What have we been doing:

Nooshin Hakim Javadi and Pedram Baldari create a mobile radio station as a platform for collaboration with researchers on immigration, mobility and trauma. The University of Minnesota’s Center for New Americans located in the Law School and the Target Studio for Creative Collaboration at the Weisman Art Museum served as hosts for the project. We developed a program of broadcasts, consisting of interviews, storytelling, and sound performances, and a program of discursive engagement with academics and immigrant communities. Javadi and Baldari use radio as both a tool and as a metaphor, envisioning a flexible yet resistant and mobile rhizome-like engagement that extends beyond the walls of the museum. This project is supported by a grant from the Stardust Arts Foundation. From the Weisman Art Museum website : https://wam.umn.edu/incubator-project-radio-rhizome/

​Issues we have touched on in the past

Radio Rhizome (2019-Ongoing) is an ongoing project to occupy, infiltrate and reactivate spaces and institutions in order to mobilize discourses of legal/illegal, documented/undocumented and within/without. Our questions begin with similarities between our wartime experiences in our native land and the U.S immigrant communities that are physically and psychologically targeted by immigration law enforcement. In conversations with ACLU Minnesota we became convinced that a mobile radio platform is the safest and most reliable medium for us to ensure our artistic needs and immigrant communities' desire to create safe and decentralized modes of communication. We have employed this radio project in two main ways. First, we broadcast content to performers who carry pocket radios into designated locations.The second is for immigrant communities in rural Minnesota. Working with Right to Know training, we deploy the radio station as a public warning system against unjust raids, illegal arrests and other actions that create an unsafe environment for immigrant communities. More recently, we have been working with engineers to transform building facades as antennae for our radio station. We choose buildings based on their architectural and historical relevance to our project, such as the Weisman Art Museum with its metal facade. We continue to look for for collaborators on this project.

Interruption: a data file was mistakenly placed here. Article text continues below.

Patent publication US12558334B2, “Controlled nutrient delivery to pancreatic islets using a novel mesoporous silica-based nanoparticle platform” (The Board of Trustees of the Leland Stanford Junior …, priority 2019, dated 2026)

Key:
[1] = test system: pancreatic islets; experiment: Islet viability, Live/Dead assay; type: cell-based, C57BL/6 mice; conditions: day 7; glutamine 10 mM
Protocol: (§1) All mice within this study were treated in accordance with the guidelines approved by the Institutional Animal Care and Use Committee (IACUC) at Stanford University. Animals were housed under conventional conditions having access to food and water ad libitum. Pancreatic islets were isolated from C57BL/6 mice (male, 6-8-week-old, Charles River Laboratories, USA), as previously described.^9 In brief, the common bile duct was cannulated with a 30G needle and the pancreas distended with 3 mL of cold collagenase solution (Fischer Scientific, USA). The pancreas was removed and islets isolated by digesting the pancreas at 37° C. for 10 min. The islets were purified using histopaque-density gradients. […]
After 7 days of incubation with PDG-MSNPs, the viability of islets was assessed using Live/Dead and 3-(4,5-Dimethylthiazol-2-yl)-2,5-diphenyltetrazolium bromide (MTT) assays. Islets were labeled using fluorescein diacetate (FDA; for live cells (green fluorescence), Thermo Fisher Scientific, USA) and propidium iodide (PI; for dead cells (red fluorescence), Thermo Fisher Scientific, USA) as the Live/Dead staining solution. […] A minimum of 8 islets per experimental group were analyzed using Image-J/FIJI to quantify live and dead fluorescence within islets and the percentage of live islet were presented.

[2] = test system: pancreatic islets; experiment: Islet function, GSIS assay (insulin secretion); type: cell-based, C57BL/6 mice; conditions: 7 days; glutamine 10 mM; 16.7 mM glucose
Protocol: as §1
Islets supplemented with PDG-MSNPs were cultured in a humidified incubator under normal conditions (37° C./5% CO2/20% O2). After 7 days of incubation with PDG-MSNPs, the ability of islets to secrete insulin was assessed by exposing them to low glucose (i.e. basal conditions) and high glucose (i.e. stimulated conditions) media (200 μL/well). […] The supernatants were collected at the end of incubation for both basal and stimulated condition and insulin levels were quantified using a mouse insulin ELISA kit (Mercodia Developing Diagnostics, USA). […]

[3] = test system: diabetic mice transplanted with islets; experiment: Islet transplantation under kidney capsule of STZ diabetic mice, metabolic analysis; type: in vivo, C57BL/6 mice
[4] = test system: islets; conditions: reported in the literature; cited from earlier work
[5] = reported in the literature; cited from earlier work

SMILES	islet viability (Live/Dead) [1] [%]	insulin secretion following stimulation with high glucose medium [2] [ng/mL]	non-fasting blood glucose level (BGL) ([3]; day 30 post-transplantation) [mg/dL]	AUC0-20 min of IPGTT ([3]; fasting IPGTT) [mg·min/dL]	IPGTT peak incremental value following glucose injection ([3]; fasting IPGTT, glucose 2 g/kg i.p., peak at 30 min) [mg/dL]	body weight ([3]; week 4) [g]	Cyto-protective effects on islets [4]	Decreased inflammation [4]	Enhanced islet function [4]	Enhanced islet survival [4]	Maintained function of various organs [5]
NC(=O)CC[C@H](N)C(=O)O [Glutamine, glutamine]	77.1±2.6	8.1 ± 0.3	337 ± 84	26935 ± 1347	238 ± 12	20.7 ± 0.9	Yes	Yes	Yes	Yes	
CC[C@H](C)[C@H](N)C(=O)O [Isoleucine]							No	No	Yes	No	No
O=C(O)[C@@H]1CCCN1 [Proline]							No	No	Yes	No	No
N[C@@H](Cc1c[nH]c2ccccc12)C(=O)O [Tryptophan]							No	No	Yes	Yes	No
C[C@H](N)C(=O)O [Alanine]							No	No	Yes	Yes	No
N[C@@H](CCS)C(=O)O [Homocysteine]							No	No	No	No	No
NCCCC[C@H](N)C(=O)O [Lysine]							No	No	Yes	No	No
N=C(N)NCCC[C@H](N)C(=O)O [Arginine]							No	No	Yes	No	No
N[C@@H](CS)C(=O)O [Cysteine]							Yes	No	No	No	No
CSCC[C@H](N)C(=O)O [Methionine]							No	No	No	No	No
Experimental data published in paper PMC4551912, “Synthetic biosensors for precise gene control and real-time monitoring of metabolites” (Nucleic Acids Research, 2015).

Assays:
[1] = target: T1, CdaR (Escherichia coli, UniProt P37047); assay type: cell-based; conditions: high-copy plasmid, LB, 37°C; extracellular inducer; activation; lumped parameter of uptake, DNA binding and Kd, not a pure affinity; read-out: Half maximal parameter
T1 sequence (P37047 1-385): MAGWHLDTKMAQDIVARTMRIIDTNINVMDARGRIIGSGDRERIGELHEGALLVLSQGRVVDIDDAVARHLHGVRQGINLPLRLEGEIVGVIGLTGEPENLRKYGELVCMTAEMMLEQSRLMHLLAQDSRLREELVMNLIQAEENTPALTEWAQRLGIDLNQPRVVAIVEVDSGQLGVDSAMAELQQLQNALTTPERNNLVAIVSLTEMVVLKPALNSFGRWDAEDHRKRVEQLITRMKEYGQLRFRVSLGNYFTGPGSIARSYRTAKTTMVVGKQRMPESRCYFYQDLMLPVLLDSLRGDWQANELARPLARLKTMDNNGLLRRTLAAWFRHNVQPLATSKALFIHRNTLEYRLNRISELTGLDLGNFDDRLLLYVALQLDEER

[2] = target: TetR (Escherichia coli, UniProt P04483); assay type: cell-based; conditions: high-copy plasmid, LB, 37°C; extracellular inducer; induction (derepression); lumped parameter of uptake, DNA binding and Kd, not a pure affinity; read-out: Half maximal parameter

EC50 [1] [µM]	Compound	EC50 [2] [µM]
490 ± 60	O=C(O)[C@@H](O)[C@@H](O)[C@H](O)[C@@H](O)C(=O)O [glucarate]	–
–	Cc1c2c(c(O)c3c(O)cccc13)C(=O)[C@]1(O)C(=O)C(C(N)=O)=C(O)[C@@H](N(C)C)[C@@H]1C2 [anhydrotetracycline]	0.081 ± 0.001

We want to expand the scope of our activities and use our platform for issues such as environmental struggles around oil pipelines going through preservations, under rivers and through public lands. The catastrophic side effects of these pipelines can be unimaginable for the wildlife, water resources and the land they go through.